Introduction: Spinning Water Filter

Picture of Spinning Water Filter

Keeping in mind the Oaxacan mezcal production techniques and the simplicity of the tools used I found my inspiration for my water filtration mechanism. The structure of the stone wheel used to make mezcal; the large stone wheel is turned by donkeys as it pivots in a circular space (often a cement well) to mash the pulp of the agave into a coarse paste and extract the juice (aguamiel), this is diluted with water to give it the necessary consistency for fermentation. Using the concept of a big solid spinning wheel I designed a wheel that filter out the runoff rainwater and collect the end product; instead of a donkey creating the kinetic energy to spin the stone wheel, this filter will use centrifugal force of a "lazy susan" to spin and cleanse water. Having the same structure as the common top loader washing machine, this filter will have a series of horizontal layers that resemble a set of Russian nesting dolls. This filter will have 5 layers total, each layer will increasingly get bigger and will include charcoal, gravel, coarse sand, and or fine sand. Thanks to the small holes in each layer, which structurally made up of a plastic container, the water spins it will "drain" horizontally and go through each layer until reaching the final collection layer. As the runoff water is being poured into the wheel centrifugal force will make it spin and pour out the water that has gone through the first filter layers will be forced through a copper tube and then into a final water collector.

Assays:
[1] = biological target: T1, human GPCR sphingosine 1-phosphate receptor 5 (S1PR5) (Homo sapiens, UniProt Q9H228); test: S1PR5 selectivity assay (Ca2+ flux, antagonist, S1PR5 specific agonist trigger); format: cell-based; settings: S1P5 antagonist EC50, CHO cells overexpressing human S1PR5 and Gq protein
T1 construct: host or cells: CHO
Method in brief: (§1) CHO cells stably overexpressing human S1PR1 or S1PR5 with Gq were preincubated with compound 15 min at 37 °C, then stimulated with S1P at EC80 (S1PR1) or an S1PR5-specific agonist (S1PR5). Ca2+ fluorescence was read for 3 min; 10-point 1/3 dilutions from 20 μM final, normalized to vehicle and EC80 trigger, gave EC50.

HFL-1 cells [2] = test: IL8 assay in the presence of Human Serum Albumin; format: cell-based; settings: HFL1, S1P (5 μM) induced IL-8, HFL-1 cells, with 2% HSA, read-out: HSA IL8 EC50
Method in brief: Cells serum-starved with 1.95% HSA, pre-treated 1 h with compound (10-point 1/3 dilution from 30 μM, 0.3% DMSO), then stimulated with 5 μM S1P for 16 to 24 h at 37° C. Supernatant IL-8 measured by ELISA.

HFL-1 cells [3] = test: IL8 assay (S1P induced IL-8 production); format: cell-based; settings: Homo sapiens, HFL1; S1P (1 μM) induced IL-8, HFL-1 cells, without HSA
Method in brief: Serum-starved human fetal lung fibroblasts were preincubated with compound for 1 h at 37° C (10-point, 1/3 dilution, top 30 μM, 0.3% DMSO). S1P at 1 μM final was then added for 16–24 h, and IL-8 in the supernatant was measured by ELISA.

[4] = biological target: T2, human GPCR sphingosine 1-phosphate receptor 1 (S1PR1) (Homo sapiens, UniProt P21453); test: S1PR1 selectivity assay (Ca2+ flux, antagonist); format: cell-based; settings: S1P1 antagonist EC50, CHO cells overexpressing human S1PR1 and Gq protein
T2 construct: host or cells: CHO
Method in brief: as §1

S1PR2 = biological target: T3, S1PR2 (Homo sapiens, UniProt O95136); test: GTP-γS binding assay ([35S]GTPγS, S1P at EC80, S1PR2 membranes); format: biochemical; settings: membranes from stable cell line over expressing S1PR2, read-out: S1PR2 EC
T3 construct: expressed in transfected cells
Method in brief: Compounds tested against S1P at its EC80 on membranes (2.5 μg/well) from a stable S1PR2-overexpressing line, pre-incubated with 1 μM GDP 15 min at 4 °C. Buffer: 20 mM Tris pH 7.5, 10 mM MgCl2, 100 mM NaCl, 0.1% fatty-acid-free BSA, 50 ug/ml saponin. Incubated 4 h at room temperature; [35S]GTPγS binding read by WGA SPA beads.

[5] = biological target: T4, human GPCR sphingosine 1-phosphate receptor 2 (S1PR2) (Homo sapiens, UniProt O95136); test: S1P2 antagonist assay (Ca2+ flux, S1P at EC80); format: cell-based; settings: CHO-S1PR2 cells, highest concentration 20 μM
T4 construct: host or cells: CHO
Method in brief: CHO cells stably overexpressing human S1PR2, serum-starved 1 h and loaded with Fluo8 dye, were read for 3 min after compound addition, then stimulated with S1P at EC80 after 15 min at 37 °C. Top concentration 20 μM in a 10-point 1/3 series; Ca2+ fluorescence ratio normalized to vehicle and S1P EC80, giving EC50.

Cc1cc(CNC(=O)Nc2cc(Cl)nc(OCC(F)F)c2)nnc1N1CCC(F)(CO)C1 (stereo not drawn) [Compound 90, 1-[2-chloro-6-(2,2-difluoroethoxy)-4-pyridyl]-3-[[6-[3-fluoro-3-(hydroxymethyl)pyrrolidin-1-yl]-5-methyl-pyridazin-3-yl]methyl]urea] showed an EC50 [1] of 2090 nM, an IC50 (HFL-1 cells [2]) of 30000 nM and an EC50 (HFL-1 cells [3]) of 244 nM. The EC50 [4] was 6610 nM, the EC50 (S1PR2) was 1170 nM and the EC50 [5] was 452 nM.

Check our website here!

Step 1: Gather Materials

To build this water filter you'll need…

Supplies:

  • 4 - Suncast basic gardening buckets varying in size 6”-15” (We used seeping gardening buckets,Can be found here.)